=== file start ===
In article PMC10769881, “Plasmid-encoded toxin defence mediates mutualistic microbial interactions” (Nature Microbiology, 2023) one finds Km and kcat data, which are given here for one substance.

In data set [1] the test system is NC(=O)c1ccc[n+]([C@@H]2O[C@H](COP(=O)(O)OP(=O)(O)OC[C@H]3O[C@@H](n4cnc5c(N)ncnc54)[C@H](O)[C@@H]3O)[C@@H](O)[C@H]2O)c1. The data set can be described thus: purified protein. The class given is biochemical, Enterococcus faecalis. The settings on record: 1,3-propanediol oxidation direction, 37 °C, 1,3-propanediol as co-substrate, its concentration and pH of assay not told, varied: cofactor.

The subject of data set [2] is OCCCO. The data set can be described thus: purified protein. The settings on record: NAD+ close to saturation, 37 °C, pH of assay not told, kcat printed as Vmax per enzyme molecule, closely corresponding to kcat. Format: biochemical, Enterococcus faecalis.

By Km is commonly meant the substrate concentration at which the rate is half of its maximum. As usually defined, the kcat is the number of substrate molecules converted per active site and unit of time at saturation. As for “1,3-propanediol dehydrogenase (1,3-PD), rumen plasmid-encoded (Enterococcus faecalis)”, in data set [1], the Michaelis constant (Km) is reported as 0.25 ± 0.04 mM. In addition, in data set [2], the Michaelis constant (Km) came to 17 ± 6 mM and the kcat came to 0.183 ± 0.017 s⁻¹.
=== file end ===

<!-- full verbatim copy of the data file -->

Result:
In article PMC10769881, “Plasmid-encoded toxin defence mediates mutualistic microbial interactions” (Nature Microbiology, 2023) one finds Km and kcat data, which are given here for one substance.

In data set [1] the test system is NC(=O)c1ccc[n+]([C@@H]2O[C@H](COP(=O)(O)OP(=O)(O)OC[C@H]3O[C@@H](n4cnc5c(N)ncnc54)[C@H](O)[C@@H]3O)[C@@H](O)[C@H]2O)c1. The data set can be described thus: purified protein. The class given is biochemical, Enterococcus faecalis. The settings on record: 1,3-propanediol oxidation direction, 37 °C, 1,3-propanediol as co-substrate, its concentration and pH of assay not told, varied: cofactor.

The subject of data set [2] is OCCCO. The data set can be described thus: purified protein. The settings on record: NAD+ close to saturation, 37 °C, pH of assay not told, kcat printed as Vmax per enzyme molecule, closely corresponding to kcat. Format: biochemical, Enterococcus faecalis.

By Km is commonly meant the substrate concentration at which the rate is half of its maximum. As usually defined, the kcat is the number of substrate molecules converted per active site and unit of time at saturation. As for “1,3-propanediol dehydrogenase (1,3-PD), rumen plasmid-encoded (Enterococcus faecalis)”, in data set [1], the Michaelis constant (Km) is reported as 0.25 ± 0.04 mM. In addition, in data set [2], the Michaelis constant (Km) came to 17 ± 6 mM and the kcat came to 0.183 ± 0.017 s⁻¹.